The head of state in Uganda is the President, who is elected by a popular vote to a five-year term. This is currently Yoweri Museveni, who is also the head of the armed forces. The previous presidential elections were in February 2006 and in the election of February 2011 Museveni was elected with 68% of the vote. The cabinet is appointed by the president from among the elected legislators. The prime minister, currently Amama Mbabazi, assists the president in the supervision of the cabinet.

The Cabinet of Uganda, according to the Constitution of Uganda, "shall consist of the President, the Vice President and such number of Ministers as may appear to the President to be reasonably necessary for the efficient running of the State."[2][3]

Ministries of Uganda [4]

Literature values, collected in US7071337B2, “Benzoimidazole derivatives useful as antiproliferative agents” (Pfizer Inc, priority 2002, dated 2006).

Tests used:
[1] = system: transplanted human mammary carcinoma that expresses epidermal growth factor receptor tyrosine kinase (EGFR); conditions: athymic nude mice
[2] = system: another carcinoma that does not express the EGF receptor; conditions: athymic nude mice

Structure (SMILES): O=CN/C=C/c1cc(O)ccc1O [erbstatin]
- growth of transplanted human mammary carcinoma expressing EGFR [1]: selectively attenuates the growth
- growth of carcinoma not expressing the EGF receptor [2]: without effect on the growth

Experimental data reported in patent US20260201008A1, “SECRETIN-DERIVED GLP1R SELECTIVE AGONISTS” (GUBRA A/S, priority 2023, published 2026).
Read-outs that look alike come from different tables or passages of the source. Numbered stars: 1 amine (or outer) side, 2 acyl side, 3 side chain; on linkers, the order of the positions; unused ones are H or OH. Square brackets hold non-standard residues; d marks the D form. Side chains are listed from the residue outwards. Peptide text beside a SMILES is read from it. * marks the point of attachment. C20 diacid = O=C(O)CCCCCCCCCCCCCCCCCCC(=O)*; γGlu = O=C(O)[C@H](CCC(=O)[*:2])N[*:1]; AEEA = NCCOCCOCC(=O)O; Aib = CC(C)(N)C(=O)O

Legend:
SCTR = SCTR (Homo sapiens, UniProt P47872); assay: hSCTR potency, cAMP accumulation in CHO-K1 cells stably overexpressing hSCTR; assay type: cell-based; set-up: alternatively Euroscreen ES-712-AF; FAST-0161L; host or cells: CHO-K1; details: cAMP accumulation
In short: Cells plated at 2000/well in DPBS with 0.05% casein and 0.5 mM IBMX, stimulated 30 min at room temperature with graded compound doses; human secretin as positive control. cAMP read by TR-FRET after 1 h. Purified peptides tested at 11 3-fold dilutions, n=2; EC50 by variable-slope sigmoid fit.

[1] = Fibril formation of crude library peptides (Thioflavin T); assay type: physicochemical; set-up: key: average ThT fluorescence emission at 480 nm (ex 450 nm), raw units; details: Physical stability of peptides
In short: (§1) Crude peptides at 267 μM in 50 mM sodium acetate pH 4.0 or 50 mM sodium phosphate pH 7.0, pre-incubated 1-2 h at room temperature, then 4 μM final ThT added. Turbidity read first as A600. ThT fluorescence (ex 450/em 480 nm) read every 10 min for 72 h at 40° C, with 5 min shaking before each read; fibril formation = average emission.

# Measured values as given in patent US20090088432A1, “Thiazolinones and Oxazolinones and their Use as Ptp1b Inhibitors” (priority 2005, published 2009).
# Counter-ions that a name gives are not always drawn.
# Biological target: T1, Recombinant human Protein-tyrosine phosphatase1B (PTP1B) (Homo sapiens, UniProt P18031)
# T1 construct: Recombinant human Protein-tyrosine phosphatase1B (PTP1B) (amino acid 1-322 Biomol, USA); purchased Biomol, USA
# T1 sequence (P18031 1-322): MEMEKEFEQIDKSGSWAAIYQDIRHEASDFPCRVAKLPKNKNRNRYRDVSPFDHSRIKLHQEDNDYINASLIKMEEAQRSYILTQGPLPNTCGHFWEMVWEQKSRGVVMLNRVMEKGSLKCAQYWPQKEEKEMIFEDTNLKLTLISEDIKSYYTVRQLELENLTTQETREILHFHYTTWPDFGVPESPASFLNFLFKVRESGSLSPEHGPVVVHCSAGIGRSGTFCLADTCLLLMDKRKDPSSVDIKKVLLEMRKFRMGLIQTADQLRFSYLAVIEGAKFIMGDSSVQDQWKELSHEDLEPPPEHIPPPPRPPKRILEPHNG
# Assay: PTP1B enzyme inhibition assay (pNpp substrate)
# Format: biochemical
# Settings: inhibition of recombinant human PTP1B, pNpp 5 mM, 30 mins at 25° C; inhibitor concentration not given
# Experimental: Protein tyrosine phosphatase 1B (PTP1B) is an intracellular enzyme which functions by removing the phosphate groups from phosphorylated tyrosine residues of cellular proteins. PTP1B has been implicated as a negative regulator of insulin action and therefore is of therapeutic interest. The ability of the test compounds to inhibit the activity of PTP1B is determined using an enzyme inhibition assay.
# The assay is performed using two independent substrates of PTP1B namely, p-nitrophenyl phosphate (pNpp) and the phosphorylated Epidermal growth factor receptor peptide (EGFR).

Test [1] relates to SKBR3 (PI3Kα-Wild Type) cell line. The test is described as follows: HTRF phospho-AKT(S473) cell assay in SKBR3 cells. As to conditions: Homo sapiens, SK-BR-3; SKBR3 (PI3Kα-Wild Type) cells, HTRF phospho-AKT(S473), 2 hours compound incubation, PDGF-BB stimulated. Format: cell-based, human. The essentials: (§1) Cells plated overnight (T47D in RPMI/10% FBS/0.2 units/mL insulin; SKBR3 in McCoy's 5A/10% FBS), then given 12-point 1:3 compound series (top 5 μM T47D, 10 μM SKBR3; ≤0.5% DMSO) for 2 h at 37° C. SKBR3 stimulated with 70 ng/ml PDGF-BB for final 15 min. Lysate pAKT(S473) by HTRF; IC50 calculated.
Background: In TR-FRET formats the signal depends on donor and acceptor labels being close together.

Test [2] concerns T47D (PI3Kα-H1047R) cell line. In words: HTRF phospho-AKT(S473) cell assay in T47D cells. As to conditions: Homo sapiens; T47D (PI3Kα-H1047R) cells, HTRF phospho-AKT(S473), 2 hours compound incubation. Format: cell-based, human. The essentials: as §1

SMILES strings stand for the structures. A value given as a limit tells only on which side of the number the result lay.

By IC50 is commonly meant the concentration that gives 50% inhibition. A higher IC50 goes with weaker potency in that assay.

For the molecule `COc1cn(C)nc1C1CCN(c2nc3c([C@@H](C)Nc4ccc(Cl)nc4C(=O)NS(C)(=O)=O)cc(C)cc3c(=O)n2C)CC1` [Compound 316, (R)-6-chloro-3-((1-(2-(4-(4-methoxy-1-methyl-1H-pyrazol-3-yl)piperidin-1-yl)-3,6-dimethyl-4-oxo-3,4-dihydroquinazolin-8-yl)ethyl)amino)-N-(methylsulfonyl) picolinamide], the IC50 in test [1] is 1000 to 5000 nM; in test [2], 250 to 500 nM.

Political parties and elections[edit]

For other political parties see List of political parties in Uganda. An overview on elections and election results is included in Elections in Uganda.

On 4 May 2005, the Ugandan Parliament voted to conduct a referendum on the reintroduction of party politics in Uganda. The referendum was held on July 28, 2005 and Ugandans voted for a return to multi-party politics.

e • d Summary of the 23 February 2006 Ugandan presidential election results
Candidates - nominating parties Votes %
Yoweri Museveni - National Resistance Movement 4,109,449 59.26
Kizza Besigye - Forum for Democratic Change 2,592,954 37.39
John Ssebaana Kizito - Democratic Party 109,583 1.58
Abed Bwanika - Independent 65,874 0.95
Miria Obote - Uganda People's Congress 57,071 0.82
Total 6,934,931 100.00
Source: New Vision newspaper, Electoral Commission of Uganda
e • d Summary of the 23 February 2006 National Assembly of Uganda election results
Parties Votes % Constituency
seats
District
woman reps.
Indirect
seats
Total
seats
National Resistance Movement 142 49 14 205
Forum for Democratic Change 27 10 - 37
Uganda People's Congress 9 - - 9
Democratic Party 8 - - 8
Conservative Party 1 - - 1
Justice Forum 1 - - 1
Independents 26 10 1 37